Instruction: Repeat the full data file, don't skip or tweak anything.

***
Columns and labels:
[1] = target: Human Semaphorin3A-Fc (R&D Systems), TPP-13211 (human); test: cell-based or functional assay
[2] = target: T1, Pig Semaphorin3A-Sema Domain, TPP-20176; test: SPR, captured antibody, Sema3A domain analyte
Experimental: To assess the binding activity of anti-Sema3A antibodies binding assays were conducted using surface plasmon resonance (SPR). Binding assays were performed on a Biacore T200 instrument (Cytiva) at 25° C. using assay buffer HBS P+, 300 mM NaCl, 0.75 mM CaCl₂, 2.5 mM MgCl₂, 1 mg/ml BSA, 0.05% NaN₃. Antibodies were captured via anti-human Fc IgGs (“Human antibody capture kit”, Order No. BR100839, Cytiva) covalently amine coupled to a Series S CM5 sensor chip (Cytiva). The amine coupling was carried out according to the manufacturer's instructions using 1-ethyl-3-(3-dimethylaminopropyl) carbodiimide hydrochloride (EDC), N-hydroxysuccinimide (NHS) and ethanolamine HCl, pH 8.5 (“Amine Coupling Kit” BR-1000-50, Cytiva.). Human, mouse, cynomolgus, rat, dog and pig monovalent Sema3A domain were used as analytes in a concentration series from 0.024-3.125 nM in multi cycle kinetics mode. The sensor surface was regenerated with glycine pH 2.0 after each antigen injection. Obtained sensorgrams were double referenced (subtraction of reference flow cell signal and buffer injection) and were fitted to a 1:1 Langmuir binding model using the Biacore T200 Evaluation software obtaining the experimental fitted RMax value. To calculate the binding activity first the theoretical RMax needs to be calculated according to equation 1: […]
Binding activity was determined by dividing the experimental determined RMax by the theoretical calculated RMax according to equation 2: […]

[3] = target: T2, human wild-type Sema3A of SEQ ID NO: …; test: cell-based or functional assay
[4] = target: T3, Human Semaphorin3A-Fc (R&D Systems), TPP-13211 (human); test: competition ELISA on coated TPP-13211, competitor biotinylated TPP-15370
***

Columns and labels:
[1] = target: Human Semaphorin3A-Fc (R&D Systems), TPP-13211 (human); test: cell-based or functional assay
[2] = target: T1, Pig Semaphorin3A-Sema Domain, TPP-20176; test: SPR, captured antibody, Sema3A domain analyte
Experimental: To assess the binding activity of anti-Sema3A antibodies binding assays were conducted using surface plasmon resonance (SPR). Binding assays were performed on a Biacore T200 instrument (Cytiva) at 25° C. using assay buffer HBS P+, 300 mM NaCl, 0.75 mM CaCl₂, 2.5 mM MgCl₂, 1 mg/ml BSA, 0.05% NaN₃. Antibodies were captured via anti-human Fc IgGs (“Human antibody capture kit”, Order No. BR100839, Cytiva) covalently amine coupled to a Series S CM5 sensor chip (Cytiva). The amine coupling was carried out according to the manufacturer's instructions using 1-ethyl-3-(3-dimethylaminopropyl) carbodiimide hydrochloride (EDC), N-hydroxysuccinimide (NHS) and ethanolamine HCl, pH 8.5 (“Amine Coupling Kit” BR-1000-50, Cytiva.). Human, mouse, cynomolgus, rat, dog and pig monovalent Sema3A domain were used as analytes in a concentration series from 0.024-3.125 nM in multi cycle kinetics mode. The sensor surface was regenerated with glycine pH 2.0 after each antigen injection. Obtained sensorgrams were double referenced (subtraction of reference flow cell signal and buffer injection) and were fitted to a 1:1 Langmuir binding model using the Biacore T200 Evaluation software obtaining the experimental fitted RMax value. To calculate the binding activity first the theoretical RMax needs to be calculated according to equation 1: […]
Binding activity was determined by dividing the experimental determined RMax by the theoretical calculated RMax according to equation 2: […]

[3] = target: T2, human wild-type Sema3A of SEQ ID NO: …; test: cell-based or functional assay
[4] = target: T3, Human Semaphorin3A-Fc (R&D Systems), TPP-13211 (human); test: competition ELISA on coated TPP-13211, competitor biotinylated TPP-15370